Lessons from female leaders in professional service firms

Lessons from female leaders

In many respects, professional business services are a bright spot for women in the workforce. Women now comprise more than 40 percent of employees in services such as consulting, finance, and private equity, far more than in the past. This trend is likely to continue, since women now earn more than 50 percent of higher education degrees in the US.

But few such gains are apparent in the leadership of professional service firms. Men continue to dominate the top ranks of nearly every big firm— fewer than 1 percent of professional services firm CEOs are women and corporate America isn’t doing much better—only 7.6% of top earning positions in Fortune 500 companies are held by women.1 This gender imbalance in the executive suites is costing firms money. Companies that fail to retain and promote women to top leadership positions experience a significant drain on resources and talent. They must bring in new employees to balance the outflow of women, and they must reach deeper into the remaining ranks to fill management positions. Perhaps because of such factors, the benefits of retaining women leaders are significant. One study found that companies with the highest female representation in top management positions achieved returns on equity 35 percent higher than companies with the lowest female representation.2

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One reason why women fail to reach the top management positions of professional services firms is that they face a set of challenges not typically encountered by men. What strategies have the most successful women adopted to navigate these obstacles? To find out, we conducted in-depth interviews with 19 of the most senior women in consulting, private equity and finance and asked them this question. These women averaged more than 15 years of experience in their respective industries. Sixteen of them held the highest professional title in their firm, and five have served on their firm’s executive committee. All of them offered reflections and advice on the strategies that got them to the top of the pyramid.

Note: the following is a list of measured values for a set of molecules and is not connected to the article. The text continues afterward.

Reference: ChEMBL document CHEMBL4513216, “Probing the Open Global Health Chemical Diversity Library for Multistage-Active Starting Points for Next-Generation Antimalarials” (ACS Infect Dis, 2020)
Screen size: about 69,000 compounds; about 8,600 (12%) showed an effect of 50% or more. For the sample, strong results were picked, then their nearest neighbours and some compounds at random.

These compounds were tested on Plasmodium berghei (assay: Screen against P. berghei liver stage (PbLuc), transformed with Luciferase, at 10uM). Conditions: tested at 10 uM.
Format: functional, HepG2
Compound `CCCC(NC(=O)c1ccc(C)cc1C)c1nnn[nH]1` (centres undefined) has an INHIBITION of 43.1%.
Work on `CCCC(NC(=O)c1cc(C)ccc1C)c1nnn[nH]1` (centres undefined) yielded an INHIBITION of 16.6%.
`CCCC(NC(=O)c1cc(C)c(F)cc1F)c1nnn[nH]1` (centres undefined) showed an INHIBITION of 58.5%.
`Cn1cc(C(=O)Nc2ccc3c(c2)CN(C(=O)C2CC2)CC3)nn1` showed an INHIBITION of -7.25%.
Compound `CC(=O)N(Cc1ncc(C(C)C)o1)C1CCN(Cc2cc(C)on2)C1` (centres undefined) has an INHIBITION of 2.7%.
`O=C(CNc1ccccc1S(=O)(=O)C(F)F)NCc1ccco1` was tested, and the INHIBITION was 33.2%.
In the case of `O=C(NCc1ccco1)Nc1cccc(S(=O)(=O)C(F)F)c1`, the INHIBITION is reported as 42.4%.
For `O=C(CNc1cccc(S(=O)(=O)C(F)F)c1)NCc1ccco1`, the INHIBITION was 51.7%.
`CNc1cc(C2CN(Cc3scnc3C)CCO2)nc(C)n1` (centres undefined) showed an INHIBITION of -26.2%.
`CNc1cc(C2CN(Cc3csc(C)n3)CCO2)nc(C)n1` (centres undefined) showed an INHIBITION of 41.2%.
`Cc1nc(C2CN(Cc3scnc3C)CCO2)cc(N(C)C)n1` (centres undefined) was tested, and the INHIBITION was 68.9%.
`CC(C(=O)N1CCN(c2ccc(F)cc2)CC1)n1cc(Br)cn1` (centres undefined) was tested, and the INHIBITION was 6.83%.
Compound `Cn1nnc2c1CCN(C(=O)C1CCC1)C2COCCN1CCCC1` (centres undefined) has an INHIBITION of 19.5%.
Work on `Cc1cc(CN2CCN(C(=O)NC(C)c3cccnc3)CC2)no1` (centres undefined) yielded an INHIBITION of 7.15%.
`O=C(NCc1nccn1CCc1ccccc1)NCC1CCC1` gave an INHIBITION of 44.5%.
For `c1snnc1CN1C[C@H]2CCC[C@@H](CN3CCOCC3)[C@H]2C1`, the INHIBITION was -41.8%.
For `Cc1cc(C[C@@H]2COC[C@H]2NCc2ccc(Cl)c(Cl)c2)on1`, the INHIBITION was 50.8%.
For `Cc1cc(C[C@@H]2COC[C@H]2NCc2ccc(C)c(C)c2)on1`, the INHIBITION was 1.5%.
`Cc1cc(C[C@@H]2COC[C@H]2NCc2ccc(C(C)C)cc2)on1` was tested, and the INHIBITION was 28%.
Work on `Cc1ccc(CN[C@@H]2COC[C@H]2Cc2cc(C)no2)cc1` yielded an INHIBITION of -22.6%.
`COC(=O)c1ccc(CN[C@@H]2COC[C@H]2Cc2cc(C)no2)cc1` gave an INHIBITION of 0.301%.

One fundamental conclusion is that there is no magic strategy. Each individual developed a set of strategies tailored to her career ambitions, situation and personality. Furthermore, many of the women recognized that their strategies evolved over time as new challenges arose and elements in their lives changed. Beyond those basics, our interviewees emphasized three distinct imperatives.

Cultivate authenticity while embracing your surroundings

Though women have come a long way, the traditional male-dominated office culture often persists. In this environment, successful senior-level women may need to go the extra mile to assert themselves. A managing director at a top-tier investment bank told us that she once “walked into a boardroom and the CEO asked me to go make copies of the presentation I was about to give. I was the only woman in the room, so he assumed I was the secretary. I calmly introduced myself and my role and then asked one of the junior members of the team to make the copies.” This kind of experience was a common theme in our interviews.

Many women who work in this culture feel pressure to adopt masculine characteristics in the office. More than half of our interviewees agreed with the statement, “I often take on more masculine characteristics while at work.” Sometimes this happened gradually and almost unconsciously.

The only female partner at a New York private equity firm, for example, related that “over the years, I’ve emulated the habits of successful people at my firm. Since all of them were men, I’ve certainly picked up some stereotypically masculine habits.” Other times it was quite deliberate. A veteran of a Boston-based investment firm told us, “You have to adapt to your environment and the culture around you. You can’t expect it to adapt to you, and you can’t expect to be accepted if you constantly identify yourself as an outsider.”